gender

T. Charles Erickson

Hartford Stage's current production is maybe Shakespeare's most popular play. This hour, Artistic Director Darko Tresnjak joins us to talk about his neorealist version of "Romeo and Juliet."

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The CDC this week recommended women between the ages of 15 and 44 not drink alcohol unless they're on birth control. Why run the risk to the baby if there's a chance you could be pregnant and not yet know it?

Some question whether the caution against any alcohol instills a fear that outweighs the risk, while others chafe at the condescension that targets only women, and not the men who get them pregnant. 

New advice from the Centers for Disease Control and Prevention aimed at preventing fetal alcohol syndrome has created quite a stir.

The CDC estimates that about 3 million women "are at risk of exposing their developing baby to alcohol because they are drinking, sexually active and not using birth control to prevent pregnancy."

Same-sex marriage or civil unions are legal throughout Western Europe, including many traditionally Catholic countries. The last holdout is Italy, where the Senate is about to take up a bill on Thursday that would legalize civil unions — though it would not authorize gay marriage.

Tens of thousands of Italians took to the streets last weekend in some 100 cities demanding legalization of civil unions, including those of gay and lesbian couples.

"Italy, it's time to wake up," they shouted.

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Students graduating from Glastonbury High School will wear the same color of gowns regardless of gender for the first time in over 60 years.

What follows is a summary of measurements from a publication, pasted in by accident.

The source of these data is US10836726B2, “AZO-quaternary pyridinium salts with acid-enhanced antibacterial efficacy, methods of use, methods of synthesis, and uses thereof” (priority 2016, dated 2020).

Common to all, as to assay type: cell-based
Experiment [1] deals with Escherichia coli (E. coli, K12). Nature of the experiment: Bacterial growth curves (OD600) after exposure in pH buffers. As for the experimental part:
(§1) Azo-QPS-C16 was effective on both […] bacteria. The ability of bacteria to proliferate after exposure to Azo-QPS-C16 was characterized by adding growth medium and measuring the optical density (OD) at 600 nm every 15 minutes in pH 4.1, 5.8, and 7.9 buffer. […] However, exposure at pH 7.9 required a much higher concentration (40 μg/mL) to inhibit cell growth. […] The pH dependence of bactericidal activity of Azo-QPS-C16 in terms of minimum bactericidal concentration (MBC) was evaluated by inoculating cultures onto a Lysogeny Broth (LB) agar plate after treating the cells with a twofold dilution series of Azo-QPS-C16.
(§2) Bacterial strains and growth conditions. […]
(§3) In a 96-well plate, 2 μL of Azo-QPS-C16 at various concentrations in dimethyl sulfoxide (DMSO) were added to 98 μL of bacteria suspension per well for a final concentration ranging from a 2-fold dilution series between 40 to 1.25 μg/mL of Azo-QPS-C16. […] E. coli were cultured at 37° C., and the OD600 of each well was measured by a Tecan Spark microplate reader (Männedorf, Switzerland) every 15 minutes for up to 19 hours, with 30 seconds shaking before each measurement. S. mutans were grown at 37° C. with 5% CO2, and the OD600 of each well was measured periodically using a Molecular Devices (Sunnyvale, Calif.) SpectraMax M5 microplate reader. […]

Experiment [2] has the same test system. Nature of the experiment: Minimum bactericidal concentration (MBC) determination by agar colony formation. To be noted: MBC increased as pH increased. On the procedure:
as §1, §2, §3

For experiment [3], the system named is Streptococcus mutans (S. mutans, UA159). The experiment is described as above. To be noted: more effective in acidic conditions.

Netflix

People can't get enough of the new Netflix story "Making a Murderer," a depressing story about Steven Avery, the son of troublesome auto-salvage dealers in the heart of an eastern Wisconsin farming community. He was erroneously sent to prison for 18 years for a crime he didn't commit. Upon his release after a long legal battle, he was put back in jail for a murder --  you guessed it -- he may not have commit. 

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The New York Times  and Washington Post are adding new forms of address and pronouns for people who haven't chosen a single gender. Research indicates that ending a text with a period seems insincere. Dictionaries are throwing open their doors and letting in all kinds of slangy words that have been living on the internet. 

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Two married shooters with a six-month-old baby rushed a social service agency this week in San Bernardino, California. They killed 14 people and injured another 21.  It's an all-too familiar scene, including the heartfelt prayers that followed. 

Saying America's military must draw from "the broadest possible pool of talent," Defense Secretary Ash Carter said Thursday that women in the U.S. military — including the Army and Marines — can now serve in combat posts.

The formal process to open combat jobs to women began in January of 2013; in finishing that process, Carter acknowledged that in recent years, U.S. women have fought — and sometimes given their lives — in combat posts in Iraq and Afghanistan.

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Long before evangelicalism became associated with the mostly white, conservative followers aligned with the Republican Party, a long line of progressive evangelicals led reforms to abolish slavery, give women the vote and improve public schools.

But the history of evangelicalism is complicated. It has a rich history of social activism on behalf of the marginalized, mixed with deep discomfort with the very people it seeks to help.